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Jacob Gardiner-Smith is back from Russia with much love

By Matt Badcock

Sir Alex Ferguson tells a story about his debut for Queens Park and a team-talk delivered by manager Jackie Gardiner.

It’s where the future Manchester United manager would learn an important early lesson in a side full of spirit
and hard work.

Moaning about being bitten by an opposition player, Gardiner delivered a swift riposte. “Well, bite him back!”

Perhaps those traits are why Jackie’s grandson Jacob Gardiner-Smith many years later would be nicknamed the English Bulldog while he was playing at Zenit St Petersburg.

The 21-year-old is now back in England and recently signed dual registration for Hendon from St Albans City.

But he has a fascinating story to tell. The son of Labour MP Barry Gardiner, the midfielder headed to Russia as a 16-year-old. First he had a year at CSKA Moscow before a signing for Zenit following impressing on a winter training camp in Spain.

It was a move completely out of his comfort zone but the engaging youngster feels it was the making of him.

“The first week I was there on my own I burst into tears,” Gardiner-Smith says when we meet in London. “I didn’t speak the language, didn’t know anyone. But it definitely made me mature off the pitch as well on it. You grow up really quickly and learn to cope.

“I’d recommend to any young player wanting to better themselves to go abroad. It was a no brainer for me because I want to play at the highest level I can and I saw it as a great opportunity to experience a new culture and get better.

“It’s life experience in general. The culture in Saint Petersburg is phenomenal. Even just little things like the food, the music. It was exciting to experience a different city where everyone was so friendly and welcoming.”

Before he could sign a pro deal with Zenit, Gardiner-Smith had to pass an immigration test. He learnt Russian along with Belgian international Nicolas Lombaerts and is now completely fluent.

“I can read, speak and type but writing is a hard because it’s a bit different,” he says. “It’s a Cyrillic Alphabet with different symbols so it’s not easy.

“You have a grammar test to construct basic sentences, have to answer general questions like ‘Who is the Saint of St Petersburg?’”

There was one awkward situation where the language barrier let him down and he turned up to a club function in his bright green tracksuit when everyone else was in club suits.

But generally life was like any other youngster at a big club. He trained hard, enjoyed time with his team-mates and fell in love with the country, its people and the city he came to call home and all its sights.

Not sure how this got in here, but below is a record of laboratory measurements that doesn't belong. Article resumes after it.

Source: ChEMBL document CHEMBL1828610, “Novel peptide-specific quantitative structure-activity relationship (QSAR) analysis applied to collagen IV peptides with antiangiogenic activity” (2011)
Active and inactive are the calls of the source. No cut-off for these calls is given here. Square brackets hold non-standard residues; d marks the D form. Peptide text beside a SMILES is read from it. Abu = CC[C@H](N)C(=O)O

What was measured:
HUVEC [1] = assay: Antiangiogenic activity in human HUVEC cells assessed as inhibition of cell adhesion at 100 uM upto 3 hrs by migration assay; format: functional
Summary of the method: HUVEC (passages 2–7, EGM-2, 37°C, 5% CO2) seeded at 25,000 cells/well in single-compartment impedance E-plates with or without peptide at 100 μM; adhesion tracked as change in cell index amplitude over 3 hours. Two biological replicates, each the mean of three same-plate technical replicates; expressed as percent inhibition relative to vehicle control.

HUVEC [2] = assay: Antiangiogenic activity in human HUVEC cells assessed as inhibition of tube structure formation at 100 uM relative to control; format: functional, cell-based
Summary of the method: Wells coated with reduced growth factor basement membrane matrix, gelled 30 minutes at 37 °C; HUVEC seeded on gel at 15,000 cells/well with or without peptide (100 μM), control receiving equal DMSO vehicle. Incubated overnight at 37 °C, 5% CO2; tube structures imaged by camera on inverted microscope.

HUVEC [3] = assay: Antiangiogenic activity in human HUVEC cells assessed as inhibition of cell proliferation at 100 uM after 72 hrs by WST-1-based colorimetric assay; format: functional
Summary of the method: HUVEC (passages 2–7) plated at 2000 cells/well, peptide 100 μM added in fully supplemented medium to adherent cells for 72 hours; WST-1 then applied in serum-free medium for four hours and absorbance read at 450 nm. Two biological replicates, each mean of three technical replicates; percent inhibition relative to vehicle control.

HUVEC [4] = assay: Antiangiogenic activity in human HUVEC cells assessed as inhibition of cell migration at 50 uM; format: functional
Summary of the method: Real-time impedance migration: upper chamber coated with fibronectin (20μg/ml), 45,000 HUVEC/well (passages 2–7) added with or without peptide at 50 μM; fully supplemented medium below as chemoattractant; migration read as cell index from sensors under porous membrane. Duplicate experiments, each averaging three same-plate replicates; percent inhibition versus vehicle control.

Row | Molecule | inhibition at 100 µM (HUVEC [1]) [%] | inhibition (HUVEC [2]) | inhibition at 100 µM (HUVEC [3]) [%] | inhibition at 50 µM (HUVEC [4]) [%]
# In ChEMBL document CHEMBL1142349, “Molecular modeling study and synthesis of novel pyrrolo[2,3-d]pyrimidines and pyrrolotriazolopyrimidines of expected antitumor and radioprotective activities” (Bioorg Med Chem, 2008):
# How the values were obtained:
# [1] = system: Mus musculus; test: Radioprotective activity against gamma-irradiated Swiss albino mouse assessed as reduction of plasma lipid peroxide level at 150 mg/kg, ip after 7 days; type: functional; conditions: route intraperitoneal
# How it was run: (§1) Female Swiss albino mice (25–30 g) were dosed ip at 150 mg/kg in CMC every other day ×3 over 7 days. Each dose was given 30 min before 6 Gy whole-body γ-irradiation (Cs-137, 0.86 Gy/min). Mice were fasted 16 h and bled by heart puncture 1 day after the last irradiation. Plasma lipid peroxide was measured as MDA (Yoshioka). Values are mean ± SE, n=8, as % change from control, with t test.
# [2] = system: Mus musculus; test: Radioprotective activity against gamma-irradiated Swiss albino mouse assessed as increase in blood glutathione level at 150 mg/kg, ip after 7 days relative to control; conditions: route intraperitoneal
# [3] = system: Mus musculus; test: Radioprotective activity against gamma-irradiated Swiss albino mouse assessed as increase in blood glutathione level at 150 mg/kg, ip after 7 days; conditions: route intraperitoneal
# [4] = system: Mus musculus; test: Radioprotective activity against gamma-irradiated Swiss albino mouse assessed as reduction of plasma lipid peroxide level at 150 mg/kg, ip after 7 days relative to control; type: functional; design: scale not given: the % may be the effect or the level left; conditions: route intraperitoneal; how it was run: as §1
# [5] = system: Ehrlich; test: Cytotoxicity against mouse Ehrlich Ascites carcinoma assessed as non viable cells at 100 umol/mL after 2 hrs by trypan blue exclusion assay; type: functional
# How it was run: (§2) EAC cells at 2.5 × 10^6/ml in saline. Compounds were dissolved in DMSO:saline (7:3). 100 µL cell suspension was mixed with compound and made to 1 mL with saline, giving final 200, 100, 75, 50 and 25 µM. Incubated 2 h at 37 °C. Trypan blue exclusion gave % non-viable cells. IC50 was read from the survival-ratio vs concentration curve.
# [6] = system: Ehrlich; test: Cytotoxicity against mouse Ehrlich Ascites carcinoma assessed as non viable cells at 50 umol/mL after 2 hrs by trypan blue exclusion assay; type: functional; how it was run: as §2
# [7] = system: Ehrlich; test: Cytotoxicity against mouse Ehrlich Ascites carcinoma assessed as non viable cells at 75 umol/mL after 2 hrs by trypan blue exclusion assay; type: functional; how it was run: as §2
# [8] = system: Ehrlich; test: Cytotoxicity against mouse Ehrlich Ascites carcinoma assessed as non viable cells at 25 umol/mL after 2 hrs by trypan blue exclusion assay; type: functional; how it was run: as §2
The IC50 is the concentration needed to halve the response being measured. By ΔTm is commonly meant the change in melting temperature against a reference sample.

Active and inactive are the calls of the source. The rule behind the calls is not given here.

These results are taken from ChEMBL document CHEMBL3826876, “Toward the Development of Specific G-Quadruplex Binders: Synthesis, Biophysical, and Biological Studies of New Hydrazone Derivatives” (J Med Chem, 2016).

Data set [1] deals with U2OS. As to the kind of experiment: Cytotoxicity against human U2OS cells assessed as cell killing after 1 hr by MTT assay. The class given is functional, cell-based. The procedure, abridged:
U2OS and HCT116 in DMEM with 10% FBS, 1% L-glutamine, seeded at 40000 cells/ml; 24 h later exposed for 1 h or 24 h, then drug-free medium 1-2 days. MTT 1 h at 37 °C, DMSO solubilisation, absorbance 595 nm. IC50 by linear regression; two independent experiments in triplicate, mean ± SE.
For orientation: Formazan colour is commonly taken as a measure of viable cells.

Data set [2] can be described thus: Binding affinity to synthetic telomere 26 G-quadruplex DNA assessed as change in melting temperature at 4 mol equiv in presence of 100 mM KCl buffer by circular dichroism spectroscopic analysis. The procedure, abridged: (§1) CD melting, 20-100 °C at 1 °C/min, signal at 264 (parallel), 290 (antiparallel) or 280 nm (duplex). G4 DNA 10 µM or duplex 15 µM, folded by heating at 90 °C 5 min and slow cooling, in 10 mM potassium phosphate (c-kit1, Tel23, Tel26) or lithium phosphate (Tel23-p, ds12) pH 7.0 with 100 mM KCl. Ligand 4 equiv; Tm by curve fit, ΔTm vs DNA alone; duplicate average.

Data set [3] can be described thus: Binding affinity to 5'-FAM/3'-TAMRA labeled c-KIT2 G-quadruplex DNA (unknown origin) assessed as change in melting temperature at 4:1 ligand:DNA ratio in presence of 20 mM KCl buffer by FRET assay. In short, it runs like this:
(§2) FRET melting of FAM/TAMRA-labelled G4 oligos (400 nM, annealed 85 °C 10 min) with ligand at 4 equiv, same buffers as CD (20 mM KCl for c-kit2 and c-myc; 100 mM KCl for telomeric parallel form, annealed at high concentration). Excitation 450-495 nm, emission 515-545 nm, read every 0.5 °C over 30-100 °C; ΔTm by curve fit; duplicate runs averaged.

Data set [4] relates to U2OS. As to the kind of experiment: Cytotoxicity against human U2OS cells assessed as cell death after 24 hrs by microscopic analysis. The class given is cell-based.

Assistant manager and former Ukraine international Anatoliy Tymoshchuk took him under his wing and he lived in the same apartment block as team-mate and best friend Daniil Lesovoy.

The team came third in the U21 league, took on other European sides in tournaments and regularly trained with the first team – then managed by Roberto Mancini – who he also made a friendly appearance for. In the summer he returned to make his way in the English game.

“I see coming into Non-League as another step in my career,” he says. “I try not to think about things out of my control and I just concentrate on what I can control like my weaknesses and what the manager wants from me.

“What I do know is that it’s a well-trodden path. I’m not the first player to come from a big club into Non-League and I’m not going to be the last. There’s been many people before me so it doesn’t daunt me.

“I think you’re controlled by your outlook on life. If you stay positive, you’re going to play positively and everyone’s path is different. Some people come out of U23 football and go straight into a first team. Other people have to go through Non-League.

“It’s not an easy step. The talent in Non-League is frightening. You come up against some phenomenal players.

“You’ve got to remain humble and adapt. It’s something I’m relishing. It’s a chance for men’s football and I can constantly improve and learn. There’s better players in Non-League who have had longer careers than me and if you can learn
off them then great. I’m happy.”

Gardiner-Smith trains regularly with former Aldershot defender Ben Herd at his academy to work on his game and his mindset. He cites players like Sam Clucas, who have learnt their craft in Non-League as well as friend Luke O’Nien.

“He was in the Ryman Premier at Wealdstone four years ago and now he’s playing in front of 40,000 people on Boxing Day for Sunderland,” he says. “We share a mindset that hard work beats talent and that’s the most important thing.”

Grandad Jackie would no doubt agree.

This article was brought to you by The Non-League Paper, the UK's best-selling football title on the newsstand, on-sale every Sunday.
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